Broadway is alive with legends who haunt the place, the famous street being called the Great White Way these days as much for its ghosts as its lights. The stories and imprints of the great shows endure, with names like Andrew Lloyd Webber, Lorraine Hansberry and Stephen Sondheim always welcoming in fresh company like Susan Lori-Parks, Lin-Manuel Miranda, Savion Glover and Lea Salonga. And so many more.
But only one legend has been there for all of it. And that is Playbill, the historic publication founded in 1885 that sits on the lap of every theatergoer with its iconic yellow-and-black logo.
Playbill has seen every major media change in American history — the advents of the movies, radio and TV, the demise of print news, the emergence of digital media — and thrived in every circumstance.
But one thing Playbill won’t countenance is Twitter under the chaotic rule of Elon Musk. After all, on every show the lights must eventually go out and the curtain closes. Who would know better than Playbill when the drama isn’t playing anymore?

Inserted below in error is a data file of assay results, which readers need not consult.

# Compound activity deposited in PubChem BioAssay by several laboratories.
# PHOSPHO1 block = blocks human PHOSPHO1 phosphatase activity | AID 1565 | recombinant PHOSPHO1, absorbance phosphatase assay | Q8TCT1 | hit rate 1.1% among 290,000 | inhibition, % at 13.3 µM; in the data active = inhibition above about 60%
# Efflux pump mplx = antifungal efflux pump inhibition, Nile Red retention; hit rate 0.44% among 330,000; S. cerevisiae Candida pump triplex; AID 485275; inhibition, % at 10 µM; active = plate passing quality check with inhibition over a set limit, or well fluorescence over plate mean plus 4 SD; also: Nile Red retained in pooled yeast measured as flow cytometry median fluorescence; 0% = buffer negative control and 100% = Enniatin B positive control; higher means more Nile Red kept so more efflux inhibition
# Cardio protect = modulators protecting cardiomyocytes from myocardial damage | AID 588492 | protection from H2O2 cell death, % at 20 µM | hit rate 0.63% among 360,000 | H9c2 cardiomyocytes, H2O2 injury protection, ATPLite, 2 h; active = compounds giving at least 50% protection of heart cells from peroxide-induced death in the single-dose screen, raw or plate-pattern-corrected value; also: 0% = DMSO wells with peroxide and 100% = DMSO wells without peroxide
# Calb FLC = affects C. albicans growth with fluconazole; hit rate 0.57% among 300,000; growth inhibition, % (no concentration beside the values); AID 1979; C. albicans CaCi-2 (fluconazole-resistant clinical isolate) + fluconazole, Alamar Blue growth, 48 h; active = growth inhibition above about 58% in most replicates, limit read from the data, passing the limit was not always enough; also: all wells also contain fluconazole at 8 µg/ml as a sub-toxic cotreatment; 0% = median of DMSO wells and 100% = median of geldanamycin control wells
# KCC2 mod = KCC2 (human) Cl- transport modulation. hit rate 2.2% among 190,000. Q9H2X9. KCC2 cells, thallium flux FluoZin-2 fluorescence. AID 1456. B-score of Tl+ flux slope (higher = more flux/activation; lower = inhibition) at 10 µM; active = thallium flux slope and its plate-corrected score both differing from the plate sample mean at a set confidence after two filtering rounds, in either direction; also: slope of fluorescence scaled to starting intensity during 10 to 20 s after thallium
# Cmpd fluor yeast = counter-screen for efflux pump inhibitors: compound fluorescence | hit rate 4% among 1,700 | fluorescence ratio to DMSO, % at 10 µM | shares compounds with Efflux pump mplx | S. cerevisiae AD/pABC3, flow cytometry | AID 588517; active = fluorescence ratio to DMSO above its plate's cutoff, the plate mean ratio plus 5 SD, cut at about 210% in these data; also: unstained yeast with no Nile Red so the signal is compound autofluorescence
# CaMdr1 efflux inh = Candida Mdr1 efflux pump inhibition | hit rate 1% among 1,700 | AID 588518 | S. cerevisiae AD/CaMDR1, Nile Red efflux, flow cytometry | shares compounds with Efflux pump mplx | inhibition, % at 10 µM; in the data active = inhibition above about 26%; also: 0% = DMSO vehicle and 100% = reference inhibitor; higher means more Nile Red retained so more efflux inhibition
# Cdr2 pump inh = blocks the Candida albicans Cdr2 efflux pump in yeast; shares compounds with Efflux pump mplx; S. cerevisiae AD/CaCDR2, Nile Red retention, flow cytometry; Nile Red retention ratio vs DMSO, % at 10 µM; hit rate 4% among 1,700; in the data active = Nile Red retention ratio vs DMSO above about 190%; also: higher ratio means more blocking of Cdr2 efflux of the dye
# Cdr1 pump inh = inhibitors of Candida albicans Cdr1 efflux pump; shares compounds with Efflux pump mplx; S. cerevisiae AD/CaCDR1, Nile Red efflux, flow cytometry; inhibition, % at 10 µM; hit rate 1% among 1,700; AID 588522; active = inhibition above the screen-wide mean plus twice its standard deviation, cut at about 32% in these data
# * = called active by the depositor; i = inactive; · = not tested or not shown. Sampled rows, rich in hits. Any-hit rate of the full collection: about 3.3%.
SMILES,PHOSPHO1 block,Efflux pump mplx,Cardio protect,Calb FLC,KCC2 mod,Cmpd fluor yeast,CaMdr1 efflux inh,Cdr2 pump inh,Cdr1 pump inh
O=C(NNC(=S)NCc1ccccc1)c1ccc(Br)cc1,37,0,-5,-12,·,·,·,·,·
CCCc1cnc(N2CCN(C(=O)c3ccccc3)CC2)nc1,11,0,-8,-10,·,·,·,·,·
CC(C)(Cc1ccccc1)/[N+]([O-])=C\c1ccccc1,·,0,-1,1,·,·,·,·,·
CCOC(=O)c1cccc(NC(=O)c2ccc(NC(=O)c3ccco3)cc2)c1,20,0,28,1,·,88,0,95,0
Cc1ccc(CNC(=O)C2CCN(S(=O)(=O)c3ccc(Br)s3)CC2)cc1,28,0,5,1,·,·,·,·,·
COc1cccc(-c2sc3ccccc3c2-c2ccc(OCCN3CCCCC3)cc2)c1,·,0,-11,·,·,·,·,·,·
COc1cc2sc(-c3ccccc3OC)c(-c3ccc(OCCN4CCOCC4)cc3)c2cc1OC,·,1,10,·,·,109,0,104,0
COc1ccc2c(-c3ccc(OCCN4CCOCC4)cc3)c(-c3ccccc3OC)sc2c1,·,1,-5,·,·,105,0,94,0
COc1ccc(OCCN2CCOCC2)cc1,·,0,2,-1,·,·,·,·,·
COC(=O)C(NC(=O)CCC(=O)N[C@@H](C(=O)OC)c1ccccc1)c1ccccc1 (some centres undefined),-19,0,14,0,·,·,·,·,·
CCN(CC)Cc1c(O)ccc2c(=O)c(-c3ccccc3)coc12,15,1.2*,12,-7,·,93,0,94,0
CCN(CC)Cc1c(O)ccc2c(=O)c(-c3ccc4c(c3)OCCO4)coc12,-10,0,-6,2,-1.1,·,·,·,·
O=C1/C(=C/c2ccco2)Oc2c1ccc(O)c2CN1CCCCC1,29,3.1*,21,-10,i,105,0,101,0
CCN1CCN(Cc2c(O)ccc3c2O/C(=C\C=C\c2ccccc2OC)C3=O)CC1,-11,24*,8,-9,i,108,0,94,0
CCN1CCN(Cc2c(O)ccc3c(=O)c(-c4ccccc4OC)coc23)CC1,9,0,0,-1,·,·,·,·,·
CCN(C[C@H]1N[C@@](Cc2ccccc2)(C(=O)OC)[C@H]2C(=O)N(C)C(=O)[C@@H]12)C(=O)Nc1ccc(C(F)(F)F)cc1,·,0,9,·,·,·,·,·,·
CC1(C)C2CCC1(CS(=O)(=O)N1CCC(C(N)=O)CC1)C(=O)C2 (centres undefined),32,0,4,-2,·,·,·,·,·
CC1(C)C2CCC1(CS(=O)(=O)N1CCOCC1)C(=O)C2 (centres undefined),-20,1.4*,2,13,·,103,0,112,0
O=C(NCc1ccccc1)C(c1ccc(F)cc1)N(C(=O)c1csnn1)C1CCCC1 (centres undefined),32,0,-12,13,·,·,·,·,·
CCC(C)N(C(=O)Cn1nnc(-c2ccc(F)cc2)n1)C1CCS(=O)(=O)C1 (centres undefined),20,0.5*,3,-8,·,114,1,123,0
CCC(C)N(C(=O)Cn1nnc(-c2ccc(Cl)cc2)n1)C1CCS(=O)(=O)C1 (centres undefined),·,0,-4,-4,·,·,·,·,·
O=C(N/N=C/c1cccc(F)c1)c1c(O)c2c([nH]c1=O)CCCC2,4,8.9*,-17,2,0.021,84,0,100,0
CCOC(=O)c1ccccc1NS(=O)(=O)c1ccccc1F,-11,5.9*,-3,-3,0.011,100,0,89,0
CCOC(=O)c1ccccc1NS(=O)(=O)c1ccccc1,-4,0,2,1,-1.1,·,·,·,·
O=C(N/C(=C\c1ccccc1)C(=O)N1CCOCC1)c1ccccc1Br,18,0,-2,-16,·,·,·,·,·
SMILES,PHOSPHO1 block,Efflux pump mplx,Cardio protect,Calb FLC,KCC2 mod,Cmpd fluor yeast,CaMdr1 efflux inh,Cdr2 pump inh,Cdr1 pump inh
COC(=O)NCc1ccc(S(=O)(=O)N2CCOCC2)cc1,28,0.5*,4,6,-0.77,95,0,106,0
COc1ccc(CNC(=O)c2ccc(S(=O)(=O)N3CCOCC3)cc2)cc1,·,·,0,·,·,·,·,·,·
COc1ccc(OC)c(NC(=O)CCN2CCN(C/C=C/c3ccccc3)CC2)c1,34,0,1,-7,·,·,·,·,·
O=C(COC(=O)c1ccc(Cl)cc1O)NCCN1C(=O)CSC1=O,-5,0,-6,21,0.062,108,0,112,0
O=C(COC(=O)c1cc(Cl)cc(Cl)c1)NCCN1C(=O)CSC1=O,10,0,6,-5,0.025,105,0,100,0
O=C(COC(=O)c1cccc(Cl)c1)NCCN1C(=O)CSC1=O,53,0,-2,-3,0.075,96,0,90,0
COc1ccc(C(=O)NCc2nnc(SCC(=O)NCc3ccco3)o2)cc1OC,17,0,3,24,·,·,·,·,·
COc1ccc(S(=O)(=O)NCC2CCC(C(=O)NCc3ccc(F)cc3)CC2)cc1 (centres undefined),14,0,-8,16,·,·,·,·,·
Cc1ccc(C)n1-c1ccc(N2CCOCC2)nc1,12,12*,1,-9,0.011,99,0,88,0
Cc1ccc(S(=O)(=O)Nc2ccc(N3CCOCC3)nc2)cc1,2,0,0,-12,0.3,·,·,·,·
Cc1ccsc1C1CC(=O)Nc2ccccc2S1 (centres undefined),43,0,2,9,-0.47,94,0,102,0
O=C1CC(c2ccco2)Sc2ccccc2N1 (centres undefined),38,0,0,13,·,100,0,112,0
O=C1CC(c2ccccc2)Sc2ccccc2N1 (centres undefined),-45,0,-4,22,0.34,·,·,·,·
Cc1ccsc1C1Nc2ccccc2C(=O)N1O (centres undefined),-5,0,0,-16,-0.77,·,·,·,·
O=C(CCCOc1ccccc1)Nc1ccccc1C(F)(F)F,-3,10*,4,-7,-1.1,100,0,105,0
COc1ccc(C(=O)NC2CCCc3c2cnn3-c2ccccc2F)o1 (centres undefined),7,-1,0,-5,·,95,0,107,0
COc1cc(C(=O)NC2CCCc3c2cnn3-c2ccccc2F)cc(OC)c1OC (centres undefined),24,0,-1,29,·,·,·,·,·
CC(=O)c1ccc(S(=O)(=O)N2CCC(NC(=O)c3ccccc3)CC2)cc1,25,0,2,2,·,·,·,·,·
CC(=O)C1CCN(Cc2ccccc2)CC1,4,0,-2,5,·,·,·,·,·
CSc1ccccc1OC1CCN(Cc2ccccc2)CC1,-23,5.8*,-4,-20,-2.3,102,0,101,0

Playbill announced this week that it would withdraw all its properties from the Musk-owned social media platform, saying:
“We feel we can no longer continue to utilize a platform where the line between actual news and insidious rhetoric has become blurred beyond recognition.”
The accounts previously managed by Playbill which are now off the platform are: @Playbill, @PlaybillTravel, @PLAYBILLder, @PlaybillArts, @PlaybillStore. Notably, Playbill announced it will continue operations on Mark Zuckerberg‘s Facebook and Instagram, and also on the hugely popular Chinese-owned app TikTok, where it will also probably find its next big star.